This is for every artist who has ever been afraid to put themselves out there.
Last week, the Audible.com version of my debut novel Oil and Marble came out.
Yea! Celebrate! Post on social media! Spread the word!
When I got the Audible link, I immediately hit "Play Audio Sample." Narrator PJ Ochlan was reading a Leonardo chapter -- the one where he's hunting for Lisa in the market, but can't find her...
I almost threw up.
I shut it off.
Let me set the record straight: PJ sounded great. His voice is authoritative and rich -- two qualities I wanted in a reader. The words and sentences have a quick rhythm. He clearly did a brilliant job.
But I couldn't listen.
For the last 10 days or so, I've been trying to listen. I need to spread the word about the audiobook; I need to write a blog about it; I need to have some insightful response when interviewers ask me about the Audible version.
And I WANT to listen. Audiobooks are a brilliant way to get lost in stories. Plus, I love hearing other actors read my work -- they bring material to life and make choices that surprise and thrill me.
Plus, directors, producers, and actors will one day make the TV/film version (people are working on it now; talk about overwhelming); I have to get used to other people putting my story out into the world.
WHY CAN'T I LISTEN?
I figured out why I can't listen in acting class, in the middle of a repetition (I'm a Meisner junkie and if you don't know what the words "repetition" or "Meisner" mean, it's okay; it just means you are normal -- aka, not an actor -- so I've provided links).
It's because I'm terrified. Not about how the Audible version sounds -- everyone who has listened so far has said it is great...
But because of what I now KNOW.
I've spent my life writing stories, but hardly anyone has ever read them. My teachers read them. Fellow students in workshops. My husband, mom, best friend. Producers trying to develop my scripts. One time, to prepare for a meeting with me, a guy read a story I'd published in an online journal; that was weird. But that was one guy.
I've spent years producing national television; millions of strangers have watched my work and listened to my words. But it was always other people on the screen. It was never me.
But then, during that acting class, I had this feeling of being completely, helplessly exposed. Of not being able to hide, no matter how I tried.
That's when it hit me:
While writing Oil and Marble, I cut myself open, took out my guts, and put them on a page. I exposed everything swirling around inside of me.
Before publication, here's what I honestly thought: no one will care about my debut novel. Very few people will read it. It's supposed to be this tiny pebble dropping into an ocean. It's supposed to be the foundation for future tidal waves.
But that's not how my debut novel worked. People read it. Lots of people. Strangers. And they are talking about it -- saying mainly good things (of course, some internet comments say bad things, but what would the internet be without a few haters?) Fans cry to me after readings and quote me to me. Big newspapers and small blogs write about it. I discuss it on TV and radio.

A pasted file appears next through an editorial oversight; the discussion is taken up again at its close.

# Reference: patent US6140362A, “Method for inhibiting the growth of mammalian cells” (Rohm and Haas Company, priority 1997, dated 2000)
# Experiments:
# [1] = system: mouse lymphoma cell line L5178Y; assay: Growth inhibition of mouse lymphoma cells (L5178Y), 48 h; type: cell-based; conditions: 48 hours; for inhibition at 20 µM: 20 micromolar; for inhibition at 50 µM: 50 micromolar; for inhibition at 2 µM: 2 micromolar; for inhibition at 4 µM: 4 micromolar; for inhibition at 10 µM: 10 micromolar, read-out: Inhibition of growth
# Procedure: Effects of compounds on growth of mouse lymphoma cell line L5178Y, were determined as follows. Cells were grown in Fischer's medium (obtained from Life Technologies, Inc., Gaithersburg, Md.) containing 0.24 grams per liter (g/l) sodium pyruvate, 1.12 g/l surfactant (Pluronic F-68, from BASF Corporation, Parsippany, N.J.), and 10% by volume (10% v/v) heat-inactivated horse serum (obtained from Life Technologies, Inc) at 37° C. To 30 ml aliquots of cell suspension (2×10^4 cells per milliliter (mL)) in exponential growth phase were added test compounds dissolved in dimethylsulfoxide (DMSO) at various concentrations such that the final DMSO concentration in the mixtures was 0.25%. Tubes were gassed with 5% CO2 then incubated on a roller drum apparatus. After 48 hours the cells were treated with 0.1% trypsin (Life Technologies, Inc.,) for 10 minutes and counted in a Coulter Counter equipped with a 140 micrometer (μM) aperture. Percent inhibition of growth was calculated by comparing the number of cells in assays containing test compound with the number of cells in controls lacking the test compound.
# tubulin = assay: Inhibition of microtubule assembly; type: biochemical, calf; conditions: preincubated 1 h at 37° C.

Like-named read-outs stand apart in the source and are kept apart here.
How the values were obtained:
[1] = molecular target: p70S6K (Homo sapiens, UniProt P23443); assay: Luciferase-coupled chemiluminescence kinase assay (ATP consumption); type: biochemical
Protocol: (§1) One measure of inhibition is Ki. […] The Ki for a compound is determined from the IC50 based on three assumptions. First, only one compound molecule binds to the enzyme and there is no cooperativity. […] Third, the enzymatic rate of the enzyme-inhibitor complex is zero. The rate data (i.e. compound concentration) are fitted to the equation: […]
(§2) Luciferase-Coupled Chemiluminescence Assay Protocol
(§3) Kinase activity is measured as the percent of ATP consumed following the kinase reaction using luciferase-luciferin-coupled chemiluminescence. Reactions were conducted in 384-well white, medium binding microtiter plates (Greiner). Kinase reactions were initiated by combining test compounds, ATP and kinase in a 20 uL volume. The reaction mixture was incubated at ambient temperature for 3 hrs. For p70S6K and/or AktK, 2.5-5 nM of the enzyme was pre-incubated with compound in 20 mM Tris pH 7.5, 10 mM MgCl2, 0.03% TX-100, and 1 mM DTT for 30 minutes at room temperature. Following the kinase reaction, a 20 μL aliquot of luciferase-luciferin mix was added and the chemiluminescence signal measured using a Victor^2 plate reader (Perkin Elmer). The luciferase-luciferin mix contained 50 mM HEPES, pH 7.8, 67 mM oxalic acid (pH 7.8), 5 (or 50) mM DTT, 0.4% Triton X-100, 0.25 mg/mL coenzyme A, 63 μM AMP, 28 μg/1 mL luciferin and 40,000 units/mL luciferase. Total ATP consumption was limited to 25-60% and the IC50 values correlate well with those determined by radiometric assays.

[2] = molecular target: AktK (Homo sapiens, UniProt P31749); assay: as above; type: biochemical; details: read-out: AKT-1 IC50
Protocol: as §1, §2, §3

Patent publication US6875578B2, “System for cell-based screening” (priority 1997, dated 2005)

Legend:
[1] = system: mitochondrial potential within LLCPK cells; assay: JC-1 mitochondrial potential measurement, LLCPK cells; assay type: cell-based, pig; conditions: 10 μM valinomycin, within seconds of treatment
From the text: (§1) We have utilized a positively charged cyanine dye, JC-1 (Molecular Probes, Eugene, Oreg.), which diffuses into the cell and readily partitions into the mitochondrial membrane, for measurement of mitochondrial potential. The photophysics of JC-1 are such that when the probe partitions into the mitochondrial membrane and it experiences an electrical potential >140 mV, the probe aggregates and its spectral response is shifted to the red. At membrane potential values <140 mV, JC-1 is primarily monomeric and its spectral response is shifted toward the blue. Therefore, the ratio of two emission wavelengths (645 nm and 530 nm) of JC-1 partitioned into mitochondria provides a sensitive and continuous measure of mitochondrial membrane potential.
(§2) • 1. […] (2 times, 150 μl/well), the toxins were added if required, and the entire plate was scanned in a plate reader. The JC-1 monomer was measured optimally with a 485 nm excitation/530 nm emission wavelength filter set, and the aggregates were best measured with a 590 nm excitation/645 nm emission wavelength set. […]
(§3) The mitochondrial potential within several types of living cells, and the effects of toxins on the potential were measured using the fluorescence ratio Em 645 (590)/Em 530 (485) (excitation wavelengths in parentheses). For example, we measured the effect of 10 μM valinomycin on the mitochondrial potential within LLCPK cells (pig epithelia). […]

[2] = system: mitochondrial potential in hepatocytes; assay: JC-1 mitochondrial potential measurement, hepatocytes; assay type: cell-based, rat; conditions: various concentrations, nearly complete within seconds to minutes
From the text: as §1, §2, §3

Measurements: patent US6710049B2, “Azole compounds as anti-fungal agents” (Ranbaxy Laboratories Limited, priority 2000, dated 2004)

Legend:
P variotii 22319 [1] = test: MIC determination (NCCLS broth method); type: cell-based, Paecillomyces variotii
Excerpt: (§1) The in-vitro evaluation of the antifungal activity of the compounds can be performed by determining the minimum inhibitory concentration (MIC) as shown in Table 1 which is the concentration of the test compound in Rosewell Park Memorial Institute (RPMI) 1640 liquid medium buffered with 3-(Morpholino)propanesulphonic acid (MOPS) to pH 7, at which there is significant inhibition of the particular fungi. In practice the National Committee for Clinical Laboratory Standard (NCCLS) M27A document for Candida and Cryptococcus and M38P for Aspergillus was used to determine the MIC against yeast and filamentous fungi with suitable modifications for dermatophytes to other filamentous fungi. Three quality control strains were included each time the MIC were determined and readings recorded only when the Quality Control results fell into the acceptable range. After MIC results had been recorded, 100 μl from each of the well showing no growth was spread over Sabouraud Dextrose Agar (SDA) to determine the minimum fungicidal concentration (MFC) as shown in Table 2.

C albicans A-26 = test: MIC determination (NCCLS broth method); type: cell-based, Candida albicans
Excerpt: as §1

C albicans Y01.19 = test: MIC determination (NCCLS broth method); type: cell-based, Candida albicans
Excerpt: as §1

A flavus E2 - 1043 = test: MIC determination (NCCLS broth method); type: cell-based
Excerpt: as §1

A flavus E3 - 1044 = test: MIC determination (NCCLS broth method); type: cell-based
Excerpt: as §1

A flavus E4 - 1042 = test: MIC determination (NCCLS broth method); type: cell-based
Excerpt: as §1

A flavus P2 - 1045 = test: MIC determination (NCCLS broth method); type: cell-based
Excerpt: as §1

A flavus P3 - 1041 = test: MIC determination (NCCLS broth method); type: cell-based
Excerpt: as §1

The point is, people are talking about things that used to be swirling around -- in the dark, all alone -- inside my guts.
I'm thrilled people are reading Oil and Marble. That's why I'm a writer. (Right?) Is a writer without a reader a writer -- or just a dreamer? If you entertain only yourself, you may be a writer, but you aren't professional, and it's been my lifelong dream to be a professional writer. This is where I want to be.
I've always been a quiet, private person. I would rather play inside my head than out in the world. I want to sit in a cave and hang out with Michelangelo, Leonardo and my other characters.
And yet, what I did -- publishing a book -- was a public act.
I sound insane. I actively sought editors and publishers -- I FOUGHT to have Oil and Marble published and read. I wanted it out there.
But now, not only are strangers reading my words but a stranger has put his voice to my words for the Audible version -- he drank in my story and characters and made them his own. Michelangelo and Leonardo are his now, just like they belong to each reader, too.
It's no longer just the three of us, alone in my cave. The world has entered my playground. And I invited it in.
Here's the kicker:
I am choosing to do it again.
I am cutting myself open and pouring my insides onto new pages. And with these characters and this story, I'm exposing even more about art, creativity, fear, hope, struggle...
But this time around I have no illusions. What I am doing is not a private act. Strangers will read it and talk about it and put themselves into it. Other actors will read this story for new audio books. This novel is no different than the last -- only this time, I know what's coming.
But even though it's terrifying, I'm a writer, so what else would I do? I must keep writing; I don't exist without it.
So if you can't reach me in the coming days, know that I am locked away, tricking myself into believing that it's just us again -- me and my characters -- down in a cave, with no one looking in.
(Header Photo from Bigstock.com)